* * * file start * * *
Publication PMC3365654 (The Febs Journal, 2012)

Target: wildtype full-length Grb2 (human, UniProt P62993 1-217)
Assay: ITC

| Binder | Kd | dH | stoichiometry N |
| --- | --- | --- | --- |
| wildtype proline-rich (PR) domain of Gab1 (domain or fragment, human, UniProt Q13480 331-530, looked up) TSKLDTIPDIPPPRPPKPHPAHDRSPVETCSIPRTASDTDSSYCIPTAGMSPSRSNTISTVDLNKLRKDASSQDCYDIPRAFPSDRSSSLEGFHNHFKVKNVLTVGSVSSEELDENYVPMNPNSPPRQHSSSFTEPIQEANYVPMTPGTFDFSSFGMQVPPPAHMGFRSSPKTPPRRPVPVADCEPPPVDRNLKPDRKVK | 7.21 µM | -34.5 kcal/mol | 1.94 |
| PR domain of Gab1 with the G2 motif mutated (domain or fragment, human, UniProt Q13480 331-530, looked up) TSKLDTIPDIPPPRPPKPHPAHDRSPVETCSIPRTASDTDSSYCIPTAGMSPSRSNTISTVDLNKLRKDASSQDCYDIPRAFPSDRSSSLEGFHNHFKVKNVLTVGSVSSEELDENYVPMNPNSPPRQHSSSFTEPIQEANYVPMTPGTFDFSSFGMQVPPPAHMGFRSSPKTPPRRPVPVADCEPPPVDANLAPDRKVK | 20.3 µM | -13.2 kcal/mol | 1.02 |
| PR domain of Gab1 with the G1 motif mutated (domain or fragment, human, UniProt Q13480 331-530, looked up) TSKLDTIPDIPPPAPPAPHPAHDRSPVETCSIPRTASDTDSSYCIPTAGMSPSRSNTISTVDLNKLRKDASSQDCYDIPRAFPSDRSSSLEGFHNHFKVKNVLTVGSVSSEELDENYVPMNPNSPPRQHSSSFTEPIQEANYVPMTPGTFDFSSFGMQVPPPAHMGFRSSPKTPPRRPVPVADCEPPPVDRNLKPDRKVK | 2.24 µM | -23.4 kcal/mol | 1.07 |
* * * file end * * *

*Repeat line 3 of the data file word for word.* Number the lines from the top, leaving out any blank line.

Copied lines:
Assay: ITC